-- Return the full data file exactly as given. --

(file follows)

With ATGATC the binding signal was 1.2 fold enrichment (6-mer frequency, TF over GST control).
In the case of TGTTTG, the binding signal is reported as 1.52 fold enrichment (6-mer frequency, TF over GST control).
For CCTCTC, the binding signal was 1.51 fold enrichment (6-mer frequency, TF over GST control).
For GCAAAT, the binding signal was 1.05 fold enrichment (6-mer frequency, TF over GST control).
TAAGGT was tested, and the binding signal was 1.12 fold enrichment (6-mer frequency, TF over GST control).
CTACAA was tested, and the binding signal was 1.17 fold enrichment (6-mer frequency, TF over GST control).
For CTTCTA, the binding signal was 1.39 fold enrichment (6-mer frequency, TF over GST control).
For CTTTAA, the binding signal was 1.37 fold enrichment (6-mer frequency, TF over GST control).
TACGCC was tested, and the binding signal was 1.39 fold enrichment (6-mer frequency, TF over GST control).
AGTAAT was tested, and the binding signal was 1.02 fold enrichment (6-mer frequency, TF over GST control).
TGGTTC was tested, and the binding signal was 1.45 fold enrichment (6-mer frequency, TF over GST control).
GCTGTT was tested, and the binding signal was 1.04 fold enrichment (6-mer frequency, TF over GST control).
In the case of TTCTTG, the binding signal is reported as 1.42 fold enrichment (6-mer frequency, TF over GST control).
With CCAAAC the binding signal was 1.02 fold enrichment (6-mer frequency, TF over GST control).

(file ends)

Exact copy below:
With ATGATC the binding signal was 1.2 fold enrichment (6-mer frequency, TF over GST control).
In the case of TGTTTG, the binding signal is reported as 1.52 fold enrichment (6-mer frequency, TF over GST control).
For CCTCTC, the binding signal was 1.51 fold enrichment (6-mer frequency, TF over GST control).
For GCAAAT, the binding signal was 1.05 fold enrichment (6-mer frequency, TF over GST control).
TAAGGT was tested, and the binding signal was 1.12 fold enrichment (6-mer frequency, TF over GST control).
CTACAA was tested, and the binding signal was 1.17 fold enrichment (6-mer frequency, TF over GST control).
For CTTCTA, the binding signal was 1.39 fold enrichment (6-mer frequency, TF over GST control).
For CTTTAA, the binding signal was 1.37 fold enrichment (6-mer frequency, TF over GST control).
TACGCC was tested, and the binding signal was 1.39 fold enrichment (6-mer frequency, TF over GST control).
AGTAAT was tested, and the binding signal was 1.02 fold enrichment (6-mer frequency, TF over GST control).
TGGTTC was tested, and the binding signal was 1.45 fold enrichment (6-mer frequency, TF over GST control).
GCTGTT was tested, and the binding signal was 1.04 fold enrichment (6-mer frequency, TF over GST control).
In the case of TTCTTG, the binding signal is reported as 1.42 fold enrichment (6-mer frequency, TF over GST control).
With CCAAAC the binding signal was 1.02 fold enrichment (6-mer frequency, TF over GST control).